What’s next for covidNet

Our application and neural network still have some refining to go through, even though it works quite well for all 50 states as a prediction device. We wish to make a bigger, deeper, and more powerful LSTM network to detect more subtleties and insights in the coronavirus data, and also bring in more variables, such as the openings of states, different social distancing orders, and other factors that may affect the spread of the virus. We already expanded on this project by going from only 37 states in a static website initially to a realtime, updated daily website with not only more accurate results but new data and extra training every single day. Perhaps with more computational power and a multivariate system, we will be able to not only predict coronavirus cases, but simulate different paths for the virus using different societal and community parameters, such as level of lockdown, average interaction among crowds, and others.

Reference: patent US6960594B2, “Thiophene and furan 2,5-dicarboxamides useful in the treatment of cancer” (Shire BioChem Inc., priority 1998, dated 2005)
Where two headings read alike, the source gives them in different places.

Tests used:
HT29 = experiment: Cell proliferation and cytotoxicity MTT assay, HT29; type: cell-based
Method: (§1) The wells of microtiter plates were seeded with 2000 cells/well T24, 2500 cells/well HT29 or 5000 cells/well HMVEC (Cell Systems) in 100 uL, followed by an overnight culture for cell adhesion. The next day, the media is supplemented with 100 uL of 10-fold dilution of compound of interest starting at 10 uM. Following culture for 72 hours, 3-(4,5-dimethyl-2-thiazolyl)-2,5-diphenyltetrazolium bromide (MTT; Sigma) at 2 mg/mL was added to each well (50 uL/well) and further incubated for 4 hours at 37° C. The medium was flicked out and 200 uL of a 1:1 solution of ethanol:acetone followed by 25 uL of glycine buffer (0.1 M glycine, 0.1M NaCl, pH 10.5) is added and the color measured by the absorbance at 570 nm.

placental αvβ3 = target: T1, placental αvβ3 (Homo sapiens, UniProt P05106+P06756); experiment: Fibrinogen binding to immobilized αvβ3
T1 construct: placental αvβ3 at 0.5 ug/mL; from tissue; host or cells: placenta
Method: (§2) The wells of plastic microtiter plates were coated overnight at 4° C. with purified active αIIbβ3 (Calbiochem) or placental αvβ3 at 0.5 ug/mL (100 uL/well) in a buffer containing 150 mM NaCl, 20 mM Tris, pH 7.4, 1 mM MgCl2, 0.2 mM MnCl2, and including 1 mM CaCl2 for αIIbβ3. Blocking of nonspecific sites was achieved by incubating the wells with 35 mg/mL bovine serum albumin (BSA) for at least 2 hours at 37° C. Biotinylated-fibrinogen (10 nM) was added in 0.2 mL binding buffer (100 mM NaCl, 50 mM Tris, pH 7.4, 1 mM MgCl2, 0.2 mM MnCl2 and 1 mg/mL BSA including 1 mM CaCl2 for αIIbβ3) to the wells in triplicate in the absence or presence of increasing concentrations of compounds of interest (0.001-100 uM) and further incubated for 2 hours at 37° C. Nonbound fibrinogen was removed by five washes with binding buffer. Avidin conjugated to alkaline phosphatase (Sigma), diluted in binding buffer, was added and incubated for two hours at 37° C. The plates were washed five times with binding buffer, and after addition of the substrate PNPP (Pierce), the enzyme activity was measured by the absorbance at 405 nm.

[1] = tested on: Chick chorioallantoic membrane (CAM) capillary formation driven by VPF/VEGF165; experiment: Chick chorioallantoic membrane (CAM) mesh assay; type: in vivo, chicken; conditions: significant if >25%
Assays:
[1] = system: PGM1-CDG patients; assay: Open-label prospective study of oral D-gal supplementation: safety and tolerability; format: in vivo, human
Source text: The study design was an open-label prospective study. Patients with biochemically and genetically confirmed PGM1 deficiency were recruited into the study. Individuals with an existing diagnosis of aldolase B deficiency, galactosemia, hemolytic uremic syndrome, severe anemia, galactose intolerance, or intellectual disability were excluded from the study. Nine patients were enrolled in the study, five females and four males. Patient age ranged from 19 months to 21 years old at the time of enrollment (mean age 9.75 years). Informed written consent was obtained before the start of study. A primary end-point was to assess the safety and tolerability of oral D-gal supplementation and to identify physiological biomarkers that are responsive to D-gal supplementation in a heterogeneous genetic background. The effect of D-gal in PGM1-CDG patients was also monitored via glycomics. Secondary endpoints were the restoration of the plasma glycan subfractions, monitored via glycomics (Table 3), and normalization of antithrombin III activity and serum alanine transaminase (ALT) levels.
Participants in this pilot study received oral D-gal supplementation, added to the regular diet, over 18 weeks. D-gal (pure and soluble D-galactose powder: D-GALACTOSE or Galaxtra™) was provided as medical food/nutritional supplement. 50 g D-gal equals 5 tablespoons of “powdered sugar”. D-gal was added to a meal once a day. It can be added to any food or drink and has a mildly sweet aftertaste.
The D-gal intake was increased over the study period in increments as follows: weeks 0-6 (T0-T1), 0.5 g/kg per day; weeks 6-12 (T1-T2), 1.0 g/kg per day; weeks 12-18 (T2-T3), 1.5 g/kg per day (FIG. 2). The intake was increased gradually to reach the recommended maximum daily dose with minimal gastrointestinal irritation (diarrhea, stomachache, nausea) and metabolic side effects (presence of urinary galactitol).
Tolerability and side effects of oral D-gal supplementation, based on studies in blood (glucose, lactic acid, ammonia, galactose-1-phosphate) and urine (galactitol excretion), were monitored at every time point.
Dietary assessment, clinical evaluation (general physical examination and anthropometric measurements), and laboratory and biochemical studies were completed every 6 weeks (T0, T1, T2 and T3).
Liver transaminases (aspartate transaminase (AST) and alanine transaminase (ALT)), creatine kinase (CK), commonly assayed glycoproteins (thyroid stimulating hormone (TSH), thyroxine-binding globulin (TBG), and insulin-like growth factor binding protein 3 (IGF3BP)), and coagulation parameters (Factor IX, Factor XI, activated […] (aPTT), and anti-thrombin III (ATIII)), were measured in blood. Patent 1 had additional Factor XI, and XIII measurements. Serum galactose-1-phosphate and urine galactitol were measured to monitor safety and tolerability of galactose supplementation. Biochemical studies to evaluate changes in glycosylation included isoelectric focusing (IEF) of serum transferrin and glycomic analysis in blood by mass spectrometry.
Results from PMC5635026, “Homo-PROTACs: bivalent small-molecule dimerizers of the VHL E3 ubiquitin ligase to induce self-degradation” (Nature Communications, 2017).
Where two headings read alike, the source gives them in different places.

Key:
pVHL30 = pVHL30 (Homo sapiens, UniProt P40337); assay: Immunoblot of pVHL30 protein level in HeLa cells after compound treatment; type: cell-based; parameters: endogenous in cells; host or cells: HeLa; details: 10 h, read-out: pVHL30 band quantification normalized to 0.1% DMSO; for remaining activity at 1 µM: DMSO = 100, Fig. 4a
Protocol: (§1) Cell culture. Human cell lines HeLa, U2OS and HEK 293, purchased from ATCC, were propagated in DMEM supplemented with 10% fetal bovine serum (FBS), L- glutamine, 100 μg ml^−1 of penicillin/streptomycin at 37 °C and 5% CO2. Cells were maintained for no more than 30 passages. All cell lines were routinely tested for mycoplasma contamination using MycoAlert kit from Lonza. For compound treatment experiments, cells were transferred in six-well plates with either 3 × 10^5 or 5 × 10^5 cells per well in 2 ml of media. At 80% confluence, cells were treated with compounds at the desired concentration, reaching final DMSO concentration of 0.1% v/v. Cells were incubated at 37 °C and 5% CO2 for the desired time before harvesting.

We hope you all stay safe and have fun :)